I found this to be interesting - take the various biometric security measures that are being installed, and the supposed ways that hi-tech criminals/spies get around them:
Eyeballs, a severed hand, or fingers carried in ziplock bags. Back alley eye replacement surgery. These are scenarios used in recent blockbuster movies like Steven Spielberg's "Minority Report" and "Tomorrow Never Dies" to illustrate how unsavory characters in high-tech worlds beat sophisticated security and identification systems.
However, it may take nothing more than a very low-tech spoofing attack - play-doh, anyone?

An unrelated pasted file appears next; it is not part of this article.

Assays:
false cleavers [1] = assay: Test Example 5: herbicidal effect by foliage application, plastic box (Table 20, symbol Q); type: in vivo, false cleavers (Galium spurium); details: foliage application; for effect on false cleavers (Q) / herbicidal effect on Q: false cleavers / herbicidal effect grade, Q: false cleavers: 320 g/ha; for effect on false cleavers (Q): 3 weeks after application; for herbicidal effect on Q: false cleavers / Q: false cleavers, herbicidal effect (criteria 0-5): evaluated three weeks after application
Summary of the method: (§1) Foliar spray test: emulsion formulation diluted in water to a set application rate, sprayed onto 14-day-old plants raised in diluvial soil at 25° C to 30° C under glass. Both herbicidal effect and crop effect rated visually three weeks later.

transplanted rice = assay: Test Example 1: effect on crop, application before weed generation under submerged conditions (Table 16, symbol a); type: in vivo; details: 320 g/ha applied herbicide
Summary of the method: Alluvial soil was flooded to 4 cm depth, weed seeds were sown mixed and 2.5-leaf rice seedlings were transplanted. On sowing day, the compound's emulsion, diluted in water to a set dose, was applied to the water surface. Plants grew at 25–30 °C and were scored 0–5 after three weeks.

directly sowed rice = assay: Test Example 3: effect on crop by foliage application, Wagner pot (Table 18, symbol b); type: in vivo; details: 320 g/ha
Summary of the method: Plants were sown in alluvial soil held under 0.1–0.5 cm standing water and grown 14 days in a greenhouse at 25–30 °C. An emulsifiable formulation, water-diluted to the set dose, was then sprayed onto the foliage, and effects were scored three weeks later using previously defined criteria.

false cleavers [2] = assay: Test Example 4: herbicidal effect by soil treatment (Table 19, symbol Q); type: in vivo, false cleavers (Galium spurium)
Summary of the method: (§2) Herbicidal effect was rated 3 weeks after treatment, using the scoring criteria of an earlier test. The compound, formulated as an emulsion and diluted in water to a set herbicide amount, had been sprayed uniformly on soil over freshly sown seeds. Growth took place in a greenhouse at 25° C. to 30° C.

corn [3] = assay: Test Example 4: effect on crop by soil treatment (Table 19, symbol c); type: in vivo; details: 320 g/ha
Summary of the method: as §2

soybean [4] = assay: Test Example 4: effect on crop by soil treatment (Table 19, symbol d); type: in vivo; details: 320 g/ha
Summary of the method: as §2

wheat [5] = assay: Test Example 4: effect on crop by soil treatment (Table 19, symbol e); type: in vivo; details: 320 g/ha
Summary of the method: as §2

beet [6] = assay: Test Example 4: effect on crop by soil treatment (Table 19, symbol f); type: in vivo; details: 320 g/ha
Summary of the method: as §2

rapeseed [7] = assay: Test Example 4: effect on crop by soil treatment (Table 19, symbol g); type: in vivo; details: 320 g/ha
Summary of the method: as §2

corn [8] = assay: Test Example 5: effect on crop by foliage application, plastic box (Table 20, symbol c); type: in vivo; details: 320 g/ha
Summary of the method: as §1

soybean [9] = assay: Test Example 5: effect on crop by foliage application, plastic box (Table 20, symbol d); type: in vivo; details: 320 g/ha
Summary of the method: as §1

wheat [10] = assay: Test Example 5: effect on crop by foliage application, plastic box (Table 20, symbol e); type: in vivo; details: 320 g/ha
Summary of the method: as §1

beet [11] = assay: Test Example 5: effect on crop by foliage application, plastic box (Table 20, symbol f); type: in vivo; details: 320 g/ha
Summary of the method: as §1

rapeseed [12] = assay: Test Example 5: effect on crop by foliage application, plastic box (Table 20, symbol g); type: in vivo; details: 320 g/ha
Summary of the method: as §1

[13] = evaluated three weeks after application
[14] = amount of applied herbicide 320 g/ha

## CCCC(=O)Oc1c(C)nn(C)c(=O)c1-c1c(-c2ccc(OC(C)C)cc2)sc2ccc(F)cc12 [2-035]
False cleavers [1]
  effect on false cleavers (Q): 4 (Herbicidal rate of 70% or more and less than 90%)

Fingerprint scanning devices often use basic technology, such as an optical camera that take pictures of fingerprints which are then "read" by a computer. In order to assess how vulnerable the scanners are to spoofing, Schuckers and her research team made casts from live fingers using dental materials and used Play-Doh to create molds. They also assembled a collection of cadaver fingers.
In the laboratory, the researchers then systematically tested more than 60 of the faked samples. The results were a 90 percent false verification rate.
I guess that's why you need the boring human security guard - they can look for those kinds of scams.